I still see the SNP with north of 50 seats.

  11. @JOHNCT10 “To me it’s starting to look like the Tories are following Mohammed Ali’s “rope a dope” tactics with Labour issuing new policies on a daily basis, they look willing to see if Labour blow themselves out then attack closer to the election.”

    I have been pointing out on here for the last year that when the Tory electioneering guns are turned on Labour and Corbyn, it will not be pretty.

    This has not happened yet. It won’t do until after the Locals. Basically, they will keep all their firepower until that 3-4 week period when it will be most effective.

    Instead, we have an inept Opposition trying to claw back some percentage blowing all their newsworthy initiatives early. But then Corby and co were never tactical game players. Just babes in the wood, getting ready for the inevitable Tory feast.

  12. @Seachange
    I have been pointing out on here for the last year that when the Tory electioneering guns are turned on Labour and Corbyn, it will not be pretty.

    To be fair they are doing that already but I agree it is likely to intensify as time goes on. If they are clever in response Corbyn will follow the Michelle Obama line, when they go low, you go high.
    Keep plugging away with what he sees as his vision and perhaps make a point of saying he refuses to get into throwing insults.
    Labour will still lose but atleast he will go down with dignity and just maybe get some sympathy votes.

  13. Sea Change

    I agree with this. I feel its what happened last time as well, the tory campaign only really got into full steam in the final few weeks.

    I do not think people really pay much attention until 1-2 weeks out, if Labour continue on their current strategy they will fall into the trap the remain campaign quickly got into, “change the record”. People will get sick of the same arguments.

    If the Tories hold back and then really show their hand late on we could find the lead swinging back towards them following a narrowing. I say that presuming the current “defensive” tactics not showing any policy is just a clever way of holding back.

    Final point, I wonder if Crosby would want it to narrow a bit, this would scare the brexit voters who don’t vote in GE’s to come out and vote, many of which situated in places the Tories are looking to gain.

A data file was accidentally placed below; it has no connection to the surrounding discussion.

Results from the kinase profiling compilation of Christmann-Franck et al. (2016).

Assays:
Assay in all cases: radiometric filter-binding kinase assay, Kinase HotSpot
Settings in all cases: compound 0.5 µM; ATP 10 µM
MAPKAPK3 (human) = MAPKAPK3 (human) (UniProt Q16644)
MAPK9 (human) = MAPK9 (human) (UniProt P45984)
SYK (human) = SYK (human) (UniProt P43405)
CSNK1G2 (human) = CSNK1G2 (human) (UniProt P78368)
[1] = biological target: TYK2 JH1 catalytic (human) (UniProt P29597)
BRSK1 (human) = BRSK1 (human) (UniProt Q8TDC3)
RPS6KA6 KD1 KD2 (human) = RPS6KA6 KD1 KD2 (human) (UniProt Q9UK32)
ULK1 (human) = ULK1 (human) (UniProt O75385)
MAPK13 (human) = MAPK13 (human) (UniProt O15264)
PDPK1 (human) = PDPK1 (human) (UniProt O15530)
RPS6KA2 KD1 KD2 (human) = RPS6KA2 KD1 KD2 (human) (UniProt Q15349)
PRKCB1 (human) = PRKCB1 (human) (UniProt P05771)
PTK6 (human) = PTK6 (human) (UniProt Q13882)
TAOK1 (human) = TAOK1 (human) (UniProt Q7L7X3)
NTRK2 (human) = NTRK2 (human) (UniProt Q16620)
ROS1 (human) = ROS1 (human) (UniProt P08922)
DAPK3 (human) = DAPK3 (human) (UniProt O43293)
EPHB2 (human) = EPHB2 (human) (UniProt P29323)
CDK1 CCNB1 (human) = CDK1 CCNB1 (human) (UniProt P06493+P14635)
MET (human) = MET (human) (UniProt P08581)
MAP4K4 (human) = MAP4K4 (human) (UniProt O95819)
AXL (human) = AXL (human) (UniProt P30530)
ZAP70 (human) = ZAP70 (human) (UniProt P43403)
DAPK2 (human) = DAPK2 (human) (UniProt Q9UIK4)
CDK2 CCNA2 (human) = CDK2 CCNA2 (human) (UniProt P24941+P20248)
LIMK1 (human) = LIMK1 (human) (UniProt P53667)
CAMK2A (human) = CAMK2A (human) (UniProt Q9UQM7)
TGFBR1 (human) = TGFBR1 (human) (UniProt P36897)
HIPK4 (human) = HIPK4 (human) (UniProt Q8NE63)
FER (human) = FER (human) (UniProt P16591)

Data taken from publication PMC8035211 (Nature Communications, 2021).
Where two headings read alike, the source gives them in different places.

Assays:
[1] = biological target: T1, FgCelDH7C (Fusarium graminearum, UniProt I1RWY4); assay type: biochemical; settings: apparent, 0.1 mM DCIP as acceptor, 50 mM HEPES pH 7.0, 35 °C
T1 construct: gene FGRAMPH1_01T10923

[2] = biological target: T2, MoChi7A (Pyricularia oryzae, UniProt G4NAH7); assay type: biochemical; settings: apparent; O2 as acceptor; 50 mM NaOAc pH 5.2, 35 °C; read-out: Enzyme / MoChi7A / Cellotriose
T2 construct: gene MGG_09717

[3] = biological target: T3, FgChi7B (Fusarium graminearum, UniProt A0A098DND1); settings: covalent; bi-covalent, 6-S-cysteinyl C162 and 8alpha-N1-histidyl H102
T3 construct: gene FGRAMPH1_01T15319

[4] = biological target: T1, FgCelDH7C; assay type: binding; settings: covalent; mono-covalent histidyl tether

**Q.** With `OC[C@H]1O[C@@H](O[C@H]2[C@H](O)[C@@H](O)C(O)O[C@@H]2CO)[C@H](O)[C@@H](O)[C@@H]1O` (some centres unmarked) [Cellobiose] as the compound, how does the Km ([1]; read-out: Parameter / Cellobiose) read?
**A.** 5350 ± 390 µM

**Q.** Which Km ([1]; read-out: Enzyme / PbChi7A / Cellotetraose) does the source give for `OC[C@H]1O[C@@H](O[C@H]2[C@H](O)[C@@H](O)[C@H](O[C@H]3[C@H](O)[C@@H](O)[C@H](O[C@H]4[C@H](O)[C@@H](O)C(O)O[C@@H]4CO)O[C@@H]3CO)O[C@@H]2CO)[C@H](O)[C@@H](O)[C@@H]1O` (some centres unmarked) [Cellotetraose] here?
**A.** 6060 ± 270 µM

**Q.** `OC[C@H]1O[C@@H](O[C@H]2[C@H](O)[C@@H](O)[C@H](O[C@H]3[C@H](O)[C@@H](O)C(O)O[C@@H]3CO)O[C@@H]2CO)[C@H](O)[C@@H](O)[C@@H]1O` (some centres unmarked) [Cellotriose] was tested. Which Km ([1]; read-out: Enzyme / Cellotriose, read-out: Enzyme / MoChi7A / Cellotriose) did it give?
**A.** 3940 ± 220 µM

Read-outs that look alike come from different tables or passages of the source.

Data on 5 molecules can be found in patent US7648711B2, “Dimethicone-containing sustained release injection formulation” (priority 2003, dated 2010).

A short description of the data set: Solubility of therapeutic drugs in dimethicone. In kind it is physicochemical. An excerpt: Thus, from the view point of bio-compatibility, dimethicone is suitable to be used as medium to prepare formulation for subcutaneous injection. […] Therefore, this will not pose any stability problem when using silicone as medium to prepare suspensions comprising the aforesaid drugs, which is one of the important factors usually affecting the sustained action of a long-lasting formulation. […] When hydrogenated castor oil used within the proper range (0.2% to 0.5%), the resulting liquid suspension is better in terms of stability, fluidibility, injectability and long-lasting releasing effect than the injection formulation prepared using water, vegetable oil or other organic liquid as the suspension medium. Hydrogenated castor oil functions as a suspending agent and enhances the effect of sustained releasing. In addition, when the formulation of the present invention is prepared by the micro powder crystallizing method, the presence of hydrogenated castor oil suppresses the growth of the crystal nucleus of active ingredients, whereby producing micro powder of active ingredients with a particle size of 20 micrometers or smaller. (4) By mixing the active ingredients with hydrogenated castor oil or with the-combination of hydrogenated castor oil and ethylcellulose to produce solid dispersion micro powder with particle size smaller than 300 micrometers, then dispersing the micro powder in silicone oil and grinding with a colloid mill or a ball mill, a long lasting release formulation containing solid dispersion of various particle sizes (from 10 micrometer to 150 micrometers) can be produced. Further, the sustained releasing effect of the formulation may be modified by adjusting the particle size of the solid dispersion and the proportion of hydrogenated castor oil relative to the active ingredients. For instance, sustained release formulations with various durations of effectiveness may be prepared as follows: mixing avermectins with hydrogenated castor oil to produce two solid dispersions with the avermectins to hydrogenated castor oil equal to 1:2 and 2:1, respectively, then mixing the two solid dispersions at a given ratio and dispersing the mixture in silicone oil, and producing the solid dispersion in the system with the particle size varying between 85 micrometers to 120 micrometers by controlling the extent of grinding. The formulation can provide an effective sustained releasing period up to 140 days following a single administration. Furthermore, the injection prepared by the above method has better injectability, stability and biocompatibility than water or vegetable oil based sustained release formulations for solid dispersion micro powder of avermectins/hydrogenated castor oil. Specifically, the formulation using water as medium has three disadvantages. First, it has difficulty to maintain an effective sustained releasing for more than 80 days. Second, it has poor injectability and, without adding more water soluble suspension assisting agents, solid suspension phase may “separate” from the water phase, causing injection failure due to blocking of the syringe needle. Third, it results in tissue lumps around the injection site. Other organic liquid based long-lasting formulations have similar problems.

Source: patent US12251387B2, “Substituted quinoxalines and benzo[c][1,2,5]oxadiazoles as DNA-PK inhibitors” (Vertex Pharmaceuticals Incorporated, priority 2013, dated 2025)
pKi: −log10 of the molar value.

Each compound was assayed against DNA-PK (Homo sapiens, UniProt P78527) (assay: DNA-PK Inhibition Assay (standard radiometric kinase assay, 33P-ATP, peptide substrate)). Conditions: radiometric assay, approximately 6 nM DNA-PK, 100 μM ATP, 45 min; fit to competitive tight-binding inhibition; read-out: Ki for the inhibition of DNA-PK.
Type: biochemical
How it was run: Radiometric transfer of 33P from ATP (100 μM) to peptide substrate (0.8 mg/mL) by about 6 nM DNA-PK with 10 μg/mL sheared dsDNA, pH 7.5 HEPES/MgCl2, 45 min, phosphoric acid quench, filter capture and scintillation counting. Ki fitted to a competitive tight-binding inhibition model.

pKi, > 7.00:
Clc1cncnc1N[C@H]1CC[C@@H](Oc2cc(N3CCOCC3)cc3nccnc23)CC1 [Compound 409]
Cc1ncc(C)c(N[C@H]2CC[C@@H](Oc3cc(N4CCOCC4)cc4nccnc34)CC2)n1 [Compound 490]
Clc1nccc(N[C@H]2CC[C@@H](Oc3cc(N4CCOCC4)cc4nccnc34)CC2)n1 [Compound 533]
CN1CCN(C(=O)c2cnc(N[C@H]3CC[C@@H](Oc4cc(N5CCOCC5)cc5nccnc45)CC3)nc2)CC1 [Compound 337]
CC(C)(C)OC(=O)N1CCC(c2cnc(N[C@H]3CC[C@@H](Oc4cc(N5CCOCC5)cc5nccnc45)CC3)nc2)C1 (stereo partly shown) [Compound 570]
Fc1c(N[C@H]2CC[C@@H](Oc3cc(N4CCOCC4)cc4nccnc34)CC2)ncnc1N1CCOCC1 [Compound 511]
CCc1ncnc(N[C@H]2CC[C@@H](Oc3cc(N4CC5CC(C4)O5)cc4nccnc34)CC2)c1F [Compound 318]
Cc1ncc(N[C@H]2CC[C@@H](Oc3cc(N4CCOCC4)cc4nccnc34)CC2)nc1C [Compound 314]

Dark arts at play me thinks.

  14. I would have thought they are keeping their powder dry as well, it is going to seem interminable to ordinary people who don’t follow it closely let alone the Brendas from Bristol. I assume also they have done some analysis on what works best and I think JC should expect some pretty harsh press in the 2 weeks before the election. We haven’t seen anything yet on his IRA support. My guess is that they know that will really hurt him and that will be unleashed nearer the election, like the Sun going with Ed’s bacon sandwich on polling day.

  15. There’s a clip doing the rounds with May forgetting she is in Leeds – it’s the sort of thing that if Corbyn did , the media would be all over it with insinuations about his age, but at present may seems to be invulnerable. I can’t remember a more one sided contest, even in the Foot election

  16. Depends if the CPS charge those Tories with the electoral fraud during the campaign. It will make damaging headlines, at least for a few days. May has one great advantage that it didn’t happen on her watch, but nevertheless, it will cause some damage, although limited.

    The Tories will still win the election, but talk of 3 figure majorities will probably vaporise.

    It would take something truly catastrpohic for the public to turn to Corbyn instead of May.

  17. Bernard,

    “May has one great advantage that it didn’t happen on her watch”

    But she was Home Secretary, responsible for “Criminal Justice” at the time!


  18. Really interesting survey done by the EU on attitudes to various events:

    Of particulat interest is page 4 (brexit), page 7 (membership of the EU), page 12 (does my country’s voice count in the EU), and page 16 (are things in the eu going in the right direction).

  19. That’s stretching it a bit, Peter. How much input do you think she had regarding electoral expenses, or the campaign at all? That won’t stick.

    Cameron is the one who take much of the flack, because he surely must have known about it – if indeed there are charges and successful prosecutions brought.

    It’ll cause the Tories some pain, no doubt, but it won’t stop them winning a decent majority. Now, if Labour had a half decent leader, it might be different, but they haven’t, so it won’t be.

    Good Afternoon to you, from a sunny Bournemouth East.

    I agree with you about Tory strategy; allowing Labour proposals to be put forward before Tories attack them.
    The ‘mugwump’ label was not a random mistake by Boris, IMO; it reminds me of the attack on Ed Miliband by Michael Fallon.

  21. Bernard,

    So when asked about Tory electoral spending…

    May, the New Iron Lady, fresh with an increased majority, personal mandate and off to “Bat for Britain” against Johnny Foreigner, will say…

    A Big Politician did it and Ran Away!

    Actually your probably right, as long as she is seen as championing Brexit she’ll most likely get away with it!


  22. wow I’ve just seen Giles Fraser on this week , he was kind of sweet but god he showed himself up as a textbook example of why Jeremy Corbyn or anyone of a similar ilk will nether be prime minister.

  23. Hi Marco

    I saw that interview, I am surprised it hasn’t already been used to make that exact point, or maybe it has on a site where they know how to do such things